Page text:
The UC Davis Symphony Orchestra was founded in 1959, and has since established itself as a major campus and community arts offering. The UC Davis Symphony has toured California, Canada, and Australia and French Polynesia.In June 2003 the orchestra traveled to France to participate in the Berlioz bicentenary over the course of a series of five concerts.It regularly serves as the pit orchestra for UCD Mainstage productions and appears at major campus events and ceremonies, including Fall Convocation and Commencements.The UC Davis Symphony is a principal resident ensemble at the
The UC Davis Composition Workshop is now accepting applications for Composer Fellows. The Workshop is an integral part of a music festival, which is a collaboration between the Robert and Margrit Mondavi Center for the Performing Arts, the UC Davis Department of Music, and the St. Louis Symphony.
Want to find the weak spots in your jury piece? Trying out a new interpretation? There is a new opportunity for music majors to perform and to receive feedback in an informal setting. Twice a quarter, on the third Friday of the month, the music department will host a performance workshop, or salon. Sign-up three weeks prior to the salon.
J.S. Bach: Adagio from the Sonata for Solo Violin in C Major
Slawson: Open and A Motive from Mixed Doubles
Stepner: The Odyssey of the Chaconne
Violinist Daniel Stepner is the Artistic Director of the Aston Magna Festival and Foundation. He is also Professor Emeritus at Brandeis University, where he was first violinist of the Lydian String Quartet from 1987 to 2016. He was also a Preceptor in Music at Harvard University from 1993 to 2013, and Concertmaster of the Handel and Haydn Society from 1986 to 2009. His major teachers were Steven Staryk in Chicago, Nadia Boulanger in France, and Broadus Erle at Yale University, where he earned a Doctor of Musical Arts Degree.
Selections from the Mixed Doubles recital program on Friday evening.
Free, no tickets necessary (a Shinkoskey Noon Concert)
Eric Moe, composer of what the New York Times has called “music of winning exuberance,” has received numerous grants and awards for his work, including the Lakond Award from the American Academy of Arts and Letters and a Guggenheim Fellowship; commissions from the Fromm and Koussevitzky Foundations, the Barlow Endowment, Meet-the-Composer USA, and New Music USA; fellowships from the Wellesley Composer’s Conference and the Pennsylvania Council on the Arts; and residencies at MacDowell, Yaddo, Bellagio, Camargo, and the American Dance Festival, among others.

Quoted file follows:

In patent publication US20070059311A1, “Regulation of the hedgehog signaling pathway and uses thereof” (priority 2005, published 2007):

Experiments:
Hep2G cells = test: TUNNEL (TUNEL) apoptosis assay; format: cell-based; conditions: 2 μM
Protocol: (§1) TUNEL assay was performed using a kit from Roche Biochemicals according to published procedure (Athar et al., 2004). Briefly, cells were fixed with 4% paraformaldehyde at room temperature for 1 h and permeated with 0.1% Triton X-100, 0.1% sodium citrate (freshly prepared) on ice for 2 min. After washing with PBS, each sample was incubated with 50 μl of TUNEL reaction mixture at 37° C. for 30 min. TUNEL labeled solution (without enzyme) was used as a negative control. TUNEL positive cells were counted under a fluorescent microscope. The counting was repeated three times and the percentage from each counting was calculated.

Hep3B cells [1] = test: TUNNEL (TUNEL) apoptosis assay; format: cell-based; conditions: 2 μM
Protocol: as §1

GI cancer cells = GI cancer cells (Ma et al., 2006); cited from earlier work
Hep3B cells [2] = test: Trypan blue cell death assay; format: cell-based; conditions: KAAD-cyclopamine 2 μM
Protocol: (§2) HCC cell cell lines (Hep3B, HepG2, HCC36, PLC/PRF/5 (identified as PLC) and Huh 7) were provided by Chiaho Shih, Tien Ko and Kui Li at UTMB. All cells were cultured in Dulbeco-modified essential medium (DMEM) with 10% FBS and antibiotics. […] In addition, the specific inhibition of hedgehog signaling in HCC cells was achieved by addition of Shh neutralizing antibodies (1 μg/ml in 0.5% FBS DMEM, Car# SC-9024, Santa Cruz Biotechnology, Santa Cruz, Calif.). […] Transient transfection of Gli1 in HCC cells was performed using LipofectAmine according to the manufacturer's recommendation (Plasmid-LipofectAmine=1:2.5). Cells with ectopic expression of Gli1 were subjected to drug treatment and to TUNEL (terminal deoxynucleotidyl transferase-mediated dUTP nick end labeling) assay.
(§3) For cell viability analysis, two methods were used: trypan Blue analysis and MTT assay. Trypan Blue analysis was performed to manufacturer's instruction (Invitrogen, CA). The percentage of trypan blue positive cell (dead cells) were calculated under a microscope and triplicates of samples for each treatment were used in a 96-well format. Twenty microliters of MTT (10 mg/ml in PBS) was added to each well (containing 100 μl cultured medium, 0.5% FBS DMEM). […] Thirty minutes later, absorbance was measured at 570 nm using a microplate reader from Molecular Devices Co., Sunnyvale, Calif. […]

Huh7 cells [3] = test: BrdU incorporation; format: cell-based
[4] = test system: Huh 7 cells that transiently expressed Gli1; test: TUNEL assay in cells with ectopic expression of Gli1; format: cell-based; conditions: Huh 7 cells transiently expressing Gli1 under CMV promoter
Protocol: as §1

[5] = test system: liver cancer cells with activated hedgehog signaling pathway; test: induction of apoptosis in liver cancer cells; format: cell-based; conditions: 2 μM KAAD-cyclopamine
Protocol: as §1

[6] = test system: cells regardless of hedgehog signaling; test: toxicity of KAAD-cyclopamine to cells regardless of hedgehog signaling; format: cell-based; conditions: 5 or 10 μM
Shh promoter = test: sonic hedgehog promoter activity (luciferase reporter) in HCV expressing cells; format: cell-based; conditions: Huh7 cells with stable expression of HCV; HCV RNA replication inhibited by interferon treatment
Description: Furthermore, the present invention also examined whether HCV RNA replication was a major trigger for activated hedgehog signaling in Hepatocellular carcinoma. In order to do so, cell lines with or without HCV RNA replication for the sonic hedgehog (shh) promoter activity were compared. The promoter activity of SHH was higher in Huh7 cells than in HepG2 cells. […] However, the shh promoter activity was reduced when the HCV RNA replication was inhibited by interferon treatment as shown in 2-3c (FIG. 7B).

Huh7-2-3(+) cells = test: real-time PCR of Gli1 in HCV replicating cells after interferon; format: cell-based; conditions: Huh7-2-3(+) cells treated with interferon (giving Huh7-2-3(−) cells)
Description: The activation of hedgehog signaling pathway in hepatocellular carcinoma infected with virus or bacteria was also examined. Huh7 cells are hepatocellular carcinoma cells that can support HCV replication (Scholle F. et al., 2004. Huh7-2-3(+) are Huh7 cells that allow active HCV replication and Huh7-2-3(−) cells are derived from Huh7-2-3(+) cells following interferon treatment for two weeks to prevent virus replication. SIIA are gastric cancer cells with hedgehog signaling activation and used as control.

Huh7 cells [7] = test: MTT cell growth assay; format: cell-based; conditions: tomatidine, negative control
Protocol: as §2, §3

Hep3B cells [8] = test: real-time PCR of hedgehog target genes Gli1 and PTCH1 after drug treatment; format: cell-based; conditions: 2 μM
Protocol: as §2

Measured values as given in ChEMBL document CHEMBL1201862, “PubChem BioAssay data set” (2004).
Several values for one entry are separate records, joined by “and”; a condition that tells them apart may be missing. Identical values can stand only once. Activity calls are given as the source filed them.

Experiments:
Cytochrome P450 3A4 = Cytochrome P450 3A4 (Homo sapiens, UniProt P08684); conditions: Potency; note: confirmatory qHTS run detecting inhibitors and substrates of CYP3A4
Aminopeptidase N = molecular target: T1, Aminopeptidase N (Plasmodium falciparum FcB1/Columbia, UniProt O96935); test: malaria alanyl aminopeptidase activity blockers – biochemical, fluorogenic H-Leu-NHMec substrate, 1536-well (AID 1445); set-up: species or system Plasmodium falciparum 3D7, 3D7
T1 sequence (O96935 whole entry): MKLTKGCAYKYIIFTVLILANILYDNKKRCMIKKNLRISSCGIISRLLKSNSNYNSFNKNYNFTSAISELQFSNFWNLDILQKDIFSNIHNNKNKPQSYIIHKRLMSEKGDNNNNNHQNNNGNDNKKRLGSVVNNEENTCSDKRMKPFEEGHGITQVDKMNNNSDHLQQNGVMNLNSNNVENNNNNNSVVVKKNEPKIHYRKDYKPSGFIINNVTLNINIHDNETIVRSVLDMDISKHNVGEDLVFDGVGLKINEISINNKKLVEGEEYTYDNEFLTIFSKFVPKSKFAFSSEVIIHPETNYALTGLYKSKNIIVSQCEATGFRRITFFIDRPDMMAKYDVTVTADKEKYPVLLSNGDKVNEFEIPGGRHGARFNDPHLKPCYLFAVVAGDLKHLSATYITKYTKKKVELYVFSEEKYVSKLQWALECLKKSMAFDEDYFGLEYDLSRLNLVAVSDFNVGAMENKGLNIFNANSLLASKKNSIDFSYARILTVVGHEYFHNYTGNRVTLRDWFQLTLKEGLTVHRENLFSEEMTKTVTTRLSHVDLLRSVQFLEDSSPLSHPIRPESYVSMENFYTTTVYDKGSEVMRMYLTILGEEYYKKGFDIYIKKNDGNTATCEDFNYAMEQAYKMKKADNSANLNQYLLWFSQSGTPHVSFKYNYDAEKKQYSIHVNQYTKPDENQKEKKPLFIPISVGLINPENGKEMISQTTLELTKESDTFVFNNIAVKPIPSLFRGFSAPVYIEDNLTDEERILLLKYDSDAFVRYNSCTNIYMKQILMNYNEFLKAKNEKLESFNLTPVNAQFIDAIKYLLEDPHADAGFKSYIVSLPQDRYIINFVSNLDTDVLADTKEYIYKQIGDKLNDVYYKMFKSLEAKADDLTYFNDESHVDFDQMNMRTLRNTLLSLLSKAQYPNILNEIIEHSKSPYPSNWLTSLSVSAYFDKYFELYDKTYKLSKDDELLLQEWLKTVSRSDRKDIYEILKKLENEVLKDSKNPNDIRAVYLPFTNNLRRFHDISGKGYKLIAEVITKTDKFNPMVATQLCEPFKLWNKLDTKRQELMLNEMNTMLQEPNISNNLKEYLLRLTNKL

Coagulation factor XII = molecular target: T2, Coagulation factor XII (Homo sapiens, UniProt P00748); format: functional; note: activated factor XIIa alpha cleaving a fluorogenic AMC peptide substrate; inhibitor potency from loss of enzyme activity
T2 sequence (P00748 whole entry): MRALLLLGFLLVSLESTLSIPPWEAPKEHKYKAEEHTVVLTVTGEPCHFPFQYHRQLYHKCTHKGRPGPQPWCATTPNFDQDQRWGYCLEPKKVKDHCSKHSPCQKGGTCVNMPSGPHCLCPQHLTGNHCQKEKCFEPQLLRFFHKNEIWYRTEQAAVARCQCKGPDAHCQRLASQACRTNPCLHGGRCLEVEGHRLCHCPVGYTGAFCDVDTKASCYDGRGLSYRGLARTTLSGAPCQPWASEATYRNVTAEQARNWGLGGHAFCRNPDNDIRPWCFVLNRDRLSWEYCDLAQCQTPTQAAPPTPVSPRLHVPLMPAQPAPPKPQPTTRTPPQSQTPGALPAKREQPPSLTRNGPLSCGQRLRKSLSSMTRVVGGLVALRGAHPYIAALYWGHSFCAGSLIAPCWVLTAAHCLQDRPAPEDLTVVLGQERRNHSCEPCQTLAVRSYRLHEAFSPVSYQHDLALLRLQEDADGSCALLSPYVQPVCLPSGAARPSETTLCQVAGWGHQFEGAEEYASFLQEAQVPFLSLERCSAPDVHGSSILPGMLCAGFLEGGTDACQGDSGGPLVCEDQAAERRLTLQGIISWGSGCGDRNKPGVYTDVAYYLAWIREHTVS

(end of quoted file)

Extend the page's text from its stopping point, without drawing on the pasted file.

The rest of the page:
Tri-Stan, his one-woman opera on a text by David Foster Wallace, was hailed by the New York Times as “a tour de force” that “subversively inscribes classical music into pop culture.” A recording is available from Koch International Classics. Strange Exclaiming Music (Naxos) was described by Fanfare as “wonderfully inventive, often joyful, occasionally melancholy, highly rhythmic, frequently irreverent, absolutely eclectic, and always high-octane music.” Kick & Ride (bmop/sound) was a WQXR album of the week. Other all-Moe CDs are available on New World Records (Meanwhile Back At The Ranch), Albany Records (Of Color Braided All Desire, Kicking and Screaming, Up & At ‘Em, Siren Songs), and Centaur (On the Tip of My Tongue). He founded and currently co-directs Pittsburgh’s Music on the Edge new music concert series. Moe studied at Princeton University and UC Berkeley, and is currently the Andrew W. Mellon Professor of Music at the University of Pittsburgh.
Electronic and computer music, no matter how attractively intricate and fascinating, presents a performance problem. It can be communicated privately from CD or internet connection to a small number of listeners, but for computer-music, “performance” is a kind of contradiction. The sense of shared occasion that draws audiences to concerts is hard to capture and maintain. Light shows, and other theatrical measures, can be attractive, but they tend to interfere with listeners who seek the auditory, somewhat abstract, pleasures of music for music’s sake.